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Not your mama's methane cooker

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This all started with @Lifegrow's Boom Box crude oil to natural gas refinery (https://www.youtube.com/watch?v=nMNuqEq3SEA.  It worked for a while, and the video was very informative.  I also thought there was a possibility of simplifying the design and logic a bit.  Here is my attempt.


How it works:

The part that might not be self-evident from the pictures is the role of the tiles under the aquatuner.  The metal tile provides heat to the liquid methane to turn it into NG in the bottom chamber, and the granite tiles provide enough heat to the condensing chamber floor to melt any solid methane that drops (this can happen if the door pump was closed for a long time).  The insulating tiles are ceramic. 

If I did the math right, a single aquatuner can condense 880 g/s of sourgas (from 539 C to -161C) and at the same time heat about 76 g/s (?? must be wrong) of crude oil from about 90 C to the distillation point (400 C) and on to vaporization of the petroleum at 539 C.  That means our single AT condenser would outpace its ability to cook.

So to keep the oil-cooking AT on requires periodically diverting some supercoolant to something relatively hot, in this case the NG power plant and polluted water pool.  

And to keep condensing when the oil-cooking AT gets too hot, we need a second AT to take over condensation (for about 1/10th of the time).  I put the 2nd AT in the same polluted water pool that the first AT helps cool with its bypass loop.

To heat up the coolant when it gets too cold, a bypass loop made from granite pipes cools down the NG generators and polluted water pool.  I throttled the flow to about 3000 g/s but YMMV depending on how big your coolant reservoir is and how much of a heat load you have.  It's not critical - you know you have it about right if the standby AT comes on a few times a day.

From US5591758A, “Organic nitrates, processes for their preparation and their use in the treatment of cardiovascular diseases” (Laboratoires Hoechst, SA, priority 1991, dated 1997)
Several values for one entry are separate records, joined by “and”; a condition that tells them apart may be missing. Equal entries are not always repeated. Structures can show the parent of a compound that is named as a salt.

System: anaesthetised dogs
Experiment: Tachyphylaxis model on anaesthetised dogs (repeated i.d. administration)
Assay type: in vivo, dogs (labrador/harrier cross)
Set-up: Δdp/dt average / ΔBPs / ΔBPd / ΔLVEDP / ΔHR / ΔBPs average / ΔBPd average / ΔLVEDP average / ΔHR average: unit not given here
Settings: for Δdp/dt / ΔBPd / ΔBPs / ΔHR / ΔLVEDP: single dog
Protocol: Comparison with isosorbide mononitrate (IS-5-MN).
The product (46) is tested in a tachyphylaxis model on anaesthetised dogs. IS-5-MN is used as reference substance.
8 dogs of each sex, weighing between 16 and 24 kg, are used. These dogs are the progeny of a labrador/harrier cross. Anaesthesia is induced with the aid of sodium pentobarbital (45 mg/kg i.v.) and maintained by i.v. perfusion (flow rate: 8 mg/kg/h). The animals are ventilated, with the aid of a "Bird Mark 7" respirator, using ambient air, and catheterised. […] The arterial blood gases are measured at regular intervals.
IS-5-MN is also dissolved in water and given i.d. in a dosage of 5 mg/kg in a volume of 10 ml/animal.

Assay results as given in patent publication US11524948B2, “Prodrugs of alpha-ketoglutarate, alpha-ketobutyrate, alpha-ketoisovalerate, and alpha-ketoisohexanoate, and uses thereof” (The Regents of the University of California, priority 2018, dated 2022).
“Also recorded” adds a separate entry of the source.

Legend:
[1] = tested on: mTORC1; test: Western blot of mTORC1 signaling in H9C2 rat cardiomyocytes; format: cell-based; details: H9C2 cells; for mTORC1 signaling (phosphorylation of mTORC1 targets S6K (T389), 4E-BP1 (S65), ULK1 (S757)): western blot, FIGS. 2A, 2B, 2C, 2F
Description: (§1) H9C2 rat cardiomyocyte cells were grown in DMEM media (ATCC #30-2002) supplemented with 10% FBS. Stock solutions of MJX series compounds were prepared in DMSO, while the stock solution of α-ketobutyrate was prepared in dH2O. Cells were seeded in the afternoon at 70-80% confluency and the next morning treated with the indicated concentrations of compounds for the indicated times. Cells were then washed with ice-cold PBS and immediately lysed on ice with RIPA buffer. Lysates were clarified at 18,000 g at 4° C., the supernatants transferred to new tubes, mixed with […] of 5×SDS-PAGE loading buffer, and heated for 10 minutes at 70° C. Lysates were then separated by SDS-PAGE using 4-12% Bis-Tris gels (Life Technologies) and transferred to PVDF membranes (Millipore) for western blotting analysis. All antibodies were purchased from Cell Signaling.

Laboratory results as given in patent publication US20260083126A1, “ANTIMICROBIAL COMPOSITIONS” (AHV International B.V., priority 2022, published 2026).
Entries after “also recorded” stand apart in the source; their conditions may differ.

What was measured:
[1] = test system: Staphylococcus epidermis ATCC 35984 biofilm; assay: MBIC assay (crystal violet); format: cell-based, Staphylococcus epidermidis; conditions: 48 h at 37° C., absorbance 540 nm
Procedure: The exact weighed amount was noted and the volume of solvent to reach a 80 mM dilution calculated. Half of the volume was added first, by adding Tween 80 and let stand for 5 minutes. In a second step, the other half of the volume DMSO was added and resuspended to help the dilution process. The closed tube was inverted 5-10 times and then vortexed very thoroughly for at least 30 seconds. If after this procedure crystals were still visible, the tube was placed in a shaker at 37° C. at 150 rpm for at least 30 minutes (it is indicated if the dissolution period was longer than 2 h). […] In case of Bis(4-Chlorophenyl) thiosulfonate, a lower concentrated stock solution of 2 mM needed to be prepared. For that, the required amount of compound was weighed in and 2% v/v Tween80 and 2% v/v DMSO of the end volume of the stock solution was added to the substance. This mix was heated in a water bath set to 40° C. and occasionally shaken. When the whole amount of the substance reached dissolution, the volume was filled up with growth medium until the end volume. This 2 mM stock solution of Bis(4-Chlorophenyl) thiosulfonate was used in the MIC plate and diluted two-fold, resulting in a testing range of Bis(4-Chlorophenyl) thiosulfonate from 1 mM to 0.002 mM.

I imagine there is a clever way to avoid having this second aquatuner all together with some automation but I couldn't do it.


Standard (?) door pump logic.  Each change of door state is 6 seconds long, otherwise the gas doesn't move in turbo speed.

Two AND gates enable the aquatuners.  The oil cooker AT turns off if the ambient thermosensor gets a few degrees above the petroleum vaporization temperature (I set it to "below" 550 C, which is 25 C shy of when a Niobium AT will start complaining), or if the inlet coolant temperature gets so cold that the AT would freeze the supercoolant (-257.2 C)  The standby condensing AT turns off if the inlet temperature is too cold at either AT inlet (-257.2 C). 


The line thermosensor from the cooking AT also enables the bypass valve so that you can start heating the supercoolant reservoir.

A hydrosensor in the cooking chamber turns off the flow of oil if there is more than 800kg of standing petrol. 

A line thermosensor in the condensing chamber tells you if you have overwhelmed the condensing chamber capacity (coolant wamer than -162C) and interrupts the door pump logic.  If there is any cleverness (or I should say, luck) to the design it is this - the first NOT gate isolates the signal from the thermosensor so that its output overrides the normal input of the 2nd NOT gate.  This might actually be worth a second post, unless this is common knowledge already?

I've run this for about 40 cycles and it seems to be stable at 500 g/s crude oil (but preheating the crude a bit would let you get closer to the 880 g/s mark). Good enough for almost 6 natural gas generators.  

Let me know what you think, and if you see a way to streamline this further.




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